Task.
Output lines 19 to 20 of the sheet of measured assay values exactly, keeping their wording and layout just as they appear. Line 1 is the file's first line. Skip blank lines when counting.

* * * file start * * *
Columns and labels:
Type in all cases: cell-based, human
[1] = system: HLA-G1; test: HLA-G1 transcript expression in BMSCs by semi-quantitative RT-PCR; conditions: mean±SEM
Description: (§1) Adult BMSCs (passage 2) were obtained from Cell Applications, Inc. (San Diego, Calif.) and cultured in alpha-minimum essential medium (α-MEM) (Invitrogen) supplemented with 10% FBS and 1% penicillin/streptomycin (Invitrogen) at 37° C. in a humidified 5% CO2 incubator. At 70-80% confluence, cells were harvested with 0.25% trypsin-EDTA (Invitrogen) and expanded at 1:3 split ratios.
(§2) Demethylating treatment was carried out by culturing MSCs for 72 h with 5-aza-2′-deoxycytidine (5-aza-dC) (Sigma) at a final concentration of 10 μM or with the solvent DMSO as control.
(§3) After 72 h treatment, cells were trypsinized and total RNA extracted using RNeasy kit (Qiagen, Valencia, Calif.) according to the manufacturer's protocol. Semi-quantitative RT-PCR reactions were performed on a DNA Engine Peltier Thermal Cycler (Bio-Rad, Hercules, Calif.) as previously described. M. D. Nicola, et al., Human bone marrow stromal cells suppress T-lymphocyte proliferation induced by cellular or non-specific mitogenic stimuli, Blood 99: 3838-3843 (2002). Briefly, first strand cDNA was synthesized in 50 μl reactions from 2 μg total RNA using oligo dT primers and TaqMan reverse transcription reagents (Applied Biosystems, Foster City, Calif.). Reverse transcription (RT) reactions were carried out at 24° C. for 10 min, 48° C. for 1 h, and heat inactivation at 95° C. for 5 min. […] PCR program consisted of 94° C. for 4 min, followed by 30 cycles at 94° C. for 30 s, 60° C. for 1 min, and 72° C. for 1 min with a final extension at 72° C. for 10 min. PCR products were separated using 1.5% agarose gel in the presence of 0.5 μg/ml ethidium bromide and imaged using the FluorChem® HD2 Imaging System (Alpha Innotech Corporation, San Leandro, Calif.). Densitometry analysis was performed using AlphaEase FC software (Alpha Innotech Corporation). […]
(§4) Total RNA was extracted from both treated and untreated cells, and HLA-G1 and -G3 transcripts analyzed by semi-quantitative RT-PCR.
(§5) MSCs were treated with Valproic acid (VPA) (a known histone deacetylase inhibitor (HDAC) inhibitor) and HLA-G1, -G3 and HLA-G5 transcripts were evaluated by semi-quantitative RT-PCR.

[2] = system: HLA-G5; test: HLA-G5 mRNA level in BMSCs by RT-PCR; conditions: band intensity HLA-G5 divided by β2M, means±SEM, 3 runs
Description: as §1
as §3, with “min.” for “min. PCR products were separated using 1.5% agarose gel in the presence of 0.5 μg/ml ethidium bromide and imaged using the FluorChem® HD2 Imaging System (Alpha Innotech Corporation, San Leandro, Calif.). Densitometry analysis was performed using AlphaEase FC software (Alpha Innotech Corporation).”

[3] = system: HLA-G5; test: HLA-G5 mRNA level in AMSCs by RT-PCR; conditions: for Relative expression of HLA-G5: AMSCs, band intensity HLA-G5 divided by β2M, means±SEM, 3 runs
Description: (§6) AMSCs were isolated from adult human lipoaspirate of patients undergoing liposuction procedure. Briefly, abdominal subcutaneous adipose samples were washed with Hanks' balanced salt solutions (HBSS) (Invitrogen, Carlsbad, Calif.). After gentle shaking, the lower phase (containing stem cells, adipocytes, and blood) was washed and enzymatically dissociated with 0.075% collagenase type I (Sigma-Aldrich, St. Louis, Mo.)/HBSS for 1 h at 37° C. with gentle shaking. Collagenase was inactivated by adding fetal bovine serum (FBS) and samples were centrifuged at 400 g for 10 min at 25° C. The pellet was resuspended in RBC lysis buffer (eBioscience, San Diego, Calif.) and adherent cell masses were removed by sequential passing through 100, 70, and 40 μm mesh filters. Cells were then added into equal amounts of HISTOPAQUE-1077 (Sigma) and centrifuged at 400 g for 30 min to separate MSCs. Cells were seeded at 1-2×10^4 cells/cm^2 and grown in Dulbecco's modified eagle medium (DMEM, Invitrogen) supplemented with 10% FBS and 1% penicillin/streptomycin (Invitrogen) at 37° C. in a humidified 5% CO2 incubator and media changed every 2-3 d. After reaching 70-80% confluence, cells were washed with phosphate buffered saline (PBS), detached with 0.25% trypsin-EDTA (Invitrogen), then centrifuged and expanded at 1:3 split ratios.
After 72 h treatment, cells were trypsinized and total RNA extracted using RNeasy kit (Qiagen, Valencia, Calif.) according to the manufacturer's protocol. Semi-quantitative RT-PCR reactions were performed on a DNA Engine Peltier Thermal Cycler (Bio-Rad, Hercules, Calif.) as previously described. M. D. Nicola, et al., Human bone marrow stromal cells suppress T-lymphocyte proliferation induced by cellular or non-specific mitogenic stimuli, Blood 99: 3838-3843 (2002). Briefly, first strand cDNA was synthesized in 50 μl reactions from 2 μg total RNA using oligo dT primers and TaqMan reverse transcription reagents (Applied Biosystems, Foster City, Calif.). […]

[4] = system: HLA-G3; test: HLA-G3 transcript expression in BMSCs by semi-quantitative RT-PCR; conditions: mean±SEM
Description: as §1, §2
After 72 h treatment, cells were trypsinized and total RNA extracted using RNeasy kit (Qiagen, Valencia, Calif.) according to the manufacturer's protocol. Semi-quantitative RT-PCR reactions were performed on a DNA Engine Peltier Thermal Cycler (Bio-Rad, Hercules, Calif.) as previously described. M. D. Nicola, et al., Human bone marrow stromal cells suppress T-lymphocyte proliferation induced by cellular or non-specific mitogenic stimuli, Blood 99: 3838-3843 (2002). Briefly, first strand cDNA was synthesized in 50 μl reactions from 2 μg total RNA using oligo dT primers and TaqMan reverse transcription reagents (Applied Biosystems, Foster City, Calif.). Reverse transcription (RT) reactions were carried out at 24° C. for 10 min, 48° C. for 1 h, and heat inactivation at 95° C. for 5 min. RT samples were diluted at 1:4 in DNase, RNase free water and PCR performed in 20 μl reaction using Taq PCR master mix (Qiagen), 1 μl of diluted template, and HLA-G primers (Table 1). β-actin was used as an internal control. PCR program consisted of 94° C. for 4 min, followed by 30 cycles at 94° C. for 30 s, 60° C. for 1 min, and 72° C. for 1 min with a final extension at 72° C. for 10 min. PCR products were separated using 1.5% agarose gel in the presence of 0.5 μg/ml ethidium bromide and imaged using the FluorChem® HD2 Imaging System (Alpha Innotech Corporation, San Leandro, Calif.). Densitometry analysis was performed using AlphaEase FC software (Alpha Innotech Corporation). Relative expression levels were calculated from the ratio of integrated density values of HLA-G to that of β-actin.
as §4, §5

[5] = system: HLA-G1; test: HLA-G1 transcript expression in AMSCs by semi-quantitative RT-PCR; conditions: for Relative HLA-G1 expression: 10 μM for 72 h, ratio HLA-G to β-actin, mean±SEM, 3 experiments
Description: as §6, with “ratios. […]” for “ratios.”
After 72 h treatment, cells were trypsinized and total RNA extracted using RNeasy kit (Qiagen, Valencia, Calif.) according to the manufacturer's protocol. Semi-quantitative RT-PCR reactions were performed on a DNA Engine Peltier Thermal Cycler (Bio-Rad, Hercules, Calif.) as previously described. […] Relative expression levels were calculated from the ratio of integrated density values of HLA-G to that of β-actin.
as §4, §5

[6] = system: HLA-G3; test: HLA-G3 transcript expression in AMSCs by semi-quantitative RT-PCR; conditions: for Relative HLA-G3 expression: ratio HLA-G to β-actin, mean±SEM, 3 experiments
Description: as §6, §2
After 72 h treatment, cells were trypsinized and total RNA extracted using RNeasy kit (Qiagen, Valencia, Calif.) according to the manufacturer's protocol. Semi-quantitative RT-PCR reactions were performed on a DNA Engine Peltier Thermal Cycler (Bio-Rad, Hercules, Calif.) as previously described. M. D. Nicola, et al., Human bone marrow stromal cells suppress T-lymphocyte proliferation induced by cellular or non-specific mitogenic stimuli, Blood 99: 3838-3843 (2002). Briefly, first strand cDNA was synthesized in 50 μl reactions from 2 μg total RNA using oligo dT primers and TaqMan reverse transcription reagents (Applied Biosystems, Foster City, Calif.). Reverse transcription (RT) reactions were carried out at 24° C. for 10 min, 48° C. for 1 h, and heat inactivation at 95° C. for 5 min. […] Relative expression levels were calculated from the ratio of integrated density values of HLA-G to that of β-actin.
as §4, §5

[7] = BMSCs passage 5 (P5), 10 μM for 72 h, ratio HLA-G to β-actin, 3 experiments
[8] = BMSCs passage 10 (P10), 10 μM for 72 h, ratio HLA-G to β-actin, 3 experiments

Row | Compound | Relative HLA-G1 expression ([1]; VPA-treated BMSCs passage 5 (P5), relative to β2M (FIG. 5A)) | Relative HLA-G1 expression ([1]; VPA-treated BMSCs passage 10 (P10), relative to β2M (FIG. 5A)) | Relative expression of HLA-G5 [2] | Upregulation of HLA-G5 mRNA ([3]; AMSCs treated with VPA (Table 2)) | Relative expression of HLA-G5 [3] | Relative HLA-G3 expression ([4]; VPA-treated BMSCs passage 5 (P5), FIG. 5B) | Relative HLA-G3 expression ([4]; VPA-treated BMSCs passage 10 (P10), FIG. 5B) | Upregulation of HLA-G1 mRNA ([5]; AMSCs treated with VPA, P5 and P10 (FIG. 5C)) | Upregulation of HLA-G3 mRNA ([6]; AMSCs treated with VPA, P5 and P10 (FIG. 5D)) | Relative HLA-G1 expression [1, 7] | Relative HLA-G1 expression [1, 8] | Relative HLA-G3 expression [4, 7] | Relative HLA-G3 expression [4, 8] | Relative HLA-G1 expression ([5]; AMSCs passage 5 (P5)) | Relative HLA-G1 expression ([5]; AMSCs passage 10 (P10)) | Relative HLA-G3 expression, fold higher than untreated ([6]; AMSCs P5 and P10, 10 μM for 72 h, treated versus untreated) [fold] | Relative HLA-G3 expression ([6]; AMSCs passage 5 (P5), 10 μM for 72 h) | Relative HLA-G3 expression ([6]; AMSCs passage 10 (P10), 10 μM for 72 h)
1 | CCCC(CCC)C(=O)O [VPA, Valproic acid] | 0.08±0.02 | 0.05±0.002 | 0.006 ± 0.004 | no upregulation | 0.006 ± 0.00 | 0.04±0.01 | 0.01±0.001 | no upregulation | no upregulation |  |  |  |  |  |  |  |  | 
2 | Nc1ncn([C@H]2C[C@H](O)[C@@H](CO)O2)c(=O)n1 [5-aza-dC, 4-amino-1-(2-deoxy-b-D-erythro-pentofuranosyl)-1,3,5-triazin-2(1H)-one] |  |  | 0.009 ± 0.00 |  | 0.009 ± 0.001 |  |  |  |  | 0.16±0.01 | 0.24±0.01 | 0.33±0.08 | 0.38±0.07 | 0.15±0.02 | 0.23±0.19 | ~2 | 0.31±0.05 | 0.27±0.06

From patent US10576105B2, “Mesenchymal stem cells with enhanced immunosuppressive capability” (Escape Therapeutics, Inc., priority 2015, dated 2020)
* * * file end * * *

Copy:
[5] = system: HLA-G1; test: HLA-G1 transcript expression in AMSCs by semi-quantitative RT-PCR; conditions: for Relative HLA-G1 expression: 10 μM for 72 h, ratio HLA-G to β-actin, mean±SEM, 3 experiments
Description: as §6, with “ratios. […]” for “ratios.”